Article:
Re: [AMBER-Developers] Reliability of GPU calculations

From: Daniel Roe <>
Date: Wed, 26 Mar 2014 13:38:30 -0600

On Wed, Mar 26, 2014 at 1:23 PM, B. Lachele Foley <>wrote:

> Some of your energy/NAN issues might be code-related. We've seen that
> sort of behavior, and it isn't the GPU (best we can tell). There is
> extensive discussion of the issue in a bug report. The problem seems to
> preferentially occur when simulating smaller systems. But, I think the
> precise cause(s) has/have not been determined (Scott?). So, you might
> consider not using results like that to determine whether a GPU is bad.

Since the OP said that the NaN's were seen while running the GPU validation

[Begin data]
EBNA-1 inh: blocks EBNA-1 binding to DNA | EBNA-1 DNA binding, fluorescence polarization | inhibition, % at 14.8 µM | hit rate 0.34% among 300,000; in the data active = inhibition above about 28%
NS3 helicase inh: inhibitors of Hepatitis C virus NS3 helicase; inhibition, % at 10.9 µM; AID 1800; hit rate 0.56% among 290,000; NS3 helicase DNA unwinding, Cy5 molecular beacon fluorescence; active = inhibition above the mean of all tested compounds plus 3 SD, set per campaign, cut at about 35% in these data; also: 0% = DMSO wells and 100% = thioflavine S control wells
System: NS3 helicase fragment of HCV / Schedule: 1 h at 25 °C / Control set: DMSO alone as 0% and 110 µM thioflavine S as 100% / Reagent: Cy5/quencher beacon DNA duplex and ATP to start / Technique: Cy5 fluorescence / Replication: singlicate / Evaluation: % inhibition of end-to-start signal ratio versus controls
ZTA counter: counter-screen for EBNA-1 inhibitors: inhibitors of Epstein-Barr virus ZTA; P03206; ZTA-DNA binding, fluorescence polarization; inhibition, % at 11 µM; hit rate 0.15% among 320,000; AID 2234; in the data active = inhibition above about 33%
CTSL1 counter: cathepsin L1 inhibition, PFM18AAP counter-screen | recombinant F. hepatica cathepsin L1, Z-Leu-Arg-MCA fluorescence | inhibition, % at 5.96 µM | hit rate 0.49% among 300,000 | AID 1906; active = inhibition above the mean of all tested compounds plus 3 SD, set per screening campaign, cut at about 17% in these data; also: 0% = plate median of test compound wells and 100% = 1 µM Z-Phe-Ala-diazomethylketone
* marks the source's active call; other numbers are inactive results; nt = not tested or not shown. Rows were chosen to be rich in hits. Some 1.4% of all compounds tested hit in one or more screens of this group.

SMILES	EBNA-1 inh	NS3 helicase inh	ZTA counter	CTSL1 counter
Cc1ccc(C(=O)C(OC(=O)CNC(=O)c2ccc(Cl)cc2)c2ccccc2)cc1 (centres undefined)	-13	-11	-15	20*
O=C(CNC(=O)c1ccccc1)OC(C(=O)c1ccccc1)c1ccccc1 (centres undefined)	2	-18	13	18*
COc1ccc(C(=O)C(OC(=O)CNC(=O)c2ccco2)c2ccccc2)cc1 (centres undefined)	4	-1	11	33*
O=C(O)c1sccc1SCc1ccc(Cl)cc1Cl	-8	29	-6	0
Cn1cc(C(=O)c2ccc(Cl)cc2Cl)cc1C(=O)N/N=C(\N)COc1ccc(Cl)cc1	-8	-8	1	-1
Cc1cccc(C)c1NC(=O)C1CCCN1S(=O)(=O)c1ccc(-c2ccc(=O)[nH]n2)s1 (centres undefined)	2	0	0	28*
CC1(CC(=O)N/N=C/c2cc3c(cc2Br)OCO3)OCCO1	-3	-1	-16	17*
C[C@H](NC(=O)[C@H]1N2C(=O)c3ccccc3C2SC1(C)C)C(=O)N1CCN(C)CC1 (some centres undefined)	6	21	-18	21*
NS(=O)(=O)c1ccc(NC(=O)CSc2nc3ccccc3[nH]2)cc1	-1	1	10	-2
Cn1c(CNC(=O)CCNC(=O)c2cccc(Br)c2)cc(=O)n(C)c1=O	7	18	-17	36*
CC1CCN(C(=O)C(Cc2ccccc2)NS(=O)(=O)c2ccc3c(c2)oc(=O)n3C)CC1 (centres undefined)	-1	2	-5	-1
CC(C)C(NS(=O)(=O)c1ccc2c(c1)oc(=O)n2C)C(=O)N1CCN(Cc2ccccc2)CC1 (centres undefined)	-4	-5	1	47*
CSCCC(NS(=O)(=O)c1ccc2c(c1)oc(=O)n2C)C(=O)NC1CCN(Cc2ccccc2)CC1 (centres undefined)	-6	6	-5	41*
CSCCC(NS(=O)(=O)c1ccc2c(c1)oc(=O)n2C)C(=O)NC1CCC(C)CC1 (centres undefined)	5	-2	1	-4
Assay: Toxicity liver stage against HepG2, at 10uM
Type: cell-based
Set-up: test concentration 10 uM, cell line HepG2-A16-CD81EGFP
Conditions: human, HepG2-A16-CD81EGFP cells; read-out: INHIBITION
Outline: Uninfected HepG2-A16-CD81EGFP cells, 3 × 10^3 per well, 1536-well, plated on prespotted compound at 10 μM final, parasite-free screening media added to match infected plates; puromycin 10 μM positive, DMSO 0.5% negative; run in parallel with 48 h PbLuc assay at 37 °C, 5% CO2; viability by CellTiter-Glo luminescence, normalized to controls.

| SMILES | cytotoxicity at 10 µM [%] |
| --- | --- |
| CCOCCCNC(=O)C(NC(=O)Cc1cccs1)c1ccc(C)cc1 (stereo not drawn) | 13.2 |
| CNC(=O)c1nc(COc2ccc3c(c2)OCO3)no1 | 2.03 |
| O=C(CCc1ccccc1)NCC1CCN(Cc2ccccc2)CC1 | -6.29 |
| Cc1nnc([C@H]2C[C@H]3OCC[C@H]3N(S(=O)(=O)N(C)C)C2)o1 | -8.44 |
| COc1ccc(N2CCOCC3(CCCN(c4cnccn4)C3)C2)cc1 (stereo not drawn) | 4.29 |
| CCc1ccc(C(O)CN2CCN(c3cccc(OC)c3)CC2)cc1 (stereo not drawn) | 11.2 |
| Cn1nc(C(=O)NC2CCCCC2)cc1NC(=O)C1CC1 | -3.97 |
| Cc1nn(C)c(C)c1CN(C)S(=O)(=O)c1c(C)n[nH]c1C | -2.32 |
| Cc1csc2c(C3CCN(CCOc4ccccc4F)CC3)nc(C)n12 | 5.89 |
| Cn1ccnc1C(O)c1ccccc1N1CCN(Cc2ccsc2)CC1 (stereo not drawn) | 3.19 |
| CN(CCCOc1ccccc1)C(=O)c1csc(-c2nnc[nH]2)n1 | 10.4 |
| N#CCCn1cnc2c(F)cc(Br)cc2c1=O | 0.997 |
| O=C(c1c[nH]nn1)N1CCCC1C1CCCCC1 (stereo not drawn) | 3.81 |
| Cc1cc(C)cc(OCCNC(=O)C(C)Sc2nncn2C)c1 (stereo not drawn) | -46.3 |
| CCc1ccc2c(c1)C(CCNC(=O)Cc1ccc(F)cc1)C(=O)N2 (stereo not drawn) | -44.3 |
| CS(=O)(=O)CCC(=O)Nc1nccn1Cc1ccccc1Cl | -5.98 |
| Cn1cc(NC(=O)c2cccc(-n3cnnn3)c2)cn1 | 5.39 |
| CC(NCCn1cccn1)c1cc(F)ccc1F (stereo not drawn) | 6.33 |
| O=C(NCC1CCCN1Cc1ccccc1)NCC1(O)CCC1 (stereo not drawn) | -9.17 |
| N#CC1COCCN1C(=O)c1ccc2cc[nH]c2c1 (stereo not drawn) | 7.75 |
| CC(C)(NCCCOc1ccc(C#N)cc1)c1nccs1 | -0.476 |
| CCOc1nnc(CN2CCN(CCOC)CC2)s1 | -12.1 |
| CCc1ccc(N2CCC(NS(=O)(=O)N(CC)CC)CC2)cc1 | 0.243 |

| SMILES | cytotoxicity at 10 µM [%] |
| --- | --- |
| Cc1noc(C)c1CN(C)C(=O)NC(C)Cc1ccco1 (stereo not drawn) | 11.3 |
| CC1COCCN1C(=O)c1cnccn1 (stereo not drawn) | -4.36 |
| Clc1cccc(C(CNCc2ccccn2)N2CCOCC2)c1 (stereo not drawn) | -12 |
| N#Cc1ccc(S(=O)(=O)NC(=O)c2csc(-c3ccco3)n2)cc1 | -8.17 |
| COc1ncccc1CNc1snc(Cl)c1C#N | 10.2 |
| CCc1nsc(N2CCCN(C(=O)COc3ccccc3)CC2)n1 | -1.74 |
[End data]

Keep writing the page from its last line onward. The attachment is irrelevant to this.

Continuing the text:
suite, I don't think they are code-related at all; the problems are most
likely with the hardware. I think the real issue is how to detect when your
hardware is failing. You should certainly validate your GPUs when they are
first installed, but over time I don't know if there is a good way to
detect failing GPUs besides periodically re-running the validations (and/or
occasionally obtaining crazy results). Also, I think certain GPUs have
proven to be more reliable than others over time (GPU gurus may want to
expand on this). As Ray said, providing adequate cooling for the GPUs is
probably a must when it comes to extending their life.

The GPU code is well-written, incredibly fast, and powerful, but the
results require careful validation just like any other results.


Daniel R. Roe, PhD
Department of Medicinal Chemistry
University of Utah
30 South 2000 East, Room 201
Salt Lake City, UT 84112-5820
(801) 587-9652
(801) 585-6208 (Fax)
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Received on Wed Mar 26 2014 - 13:00:02 PDT
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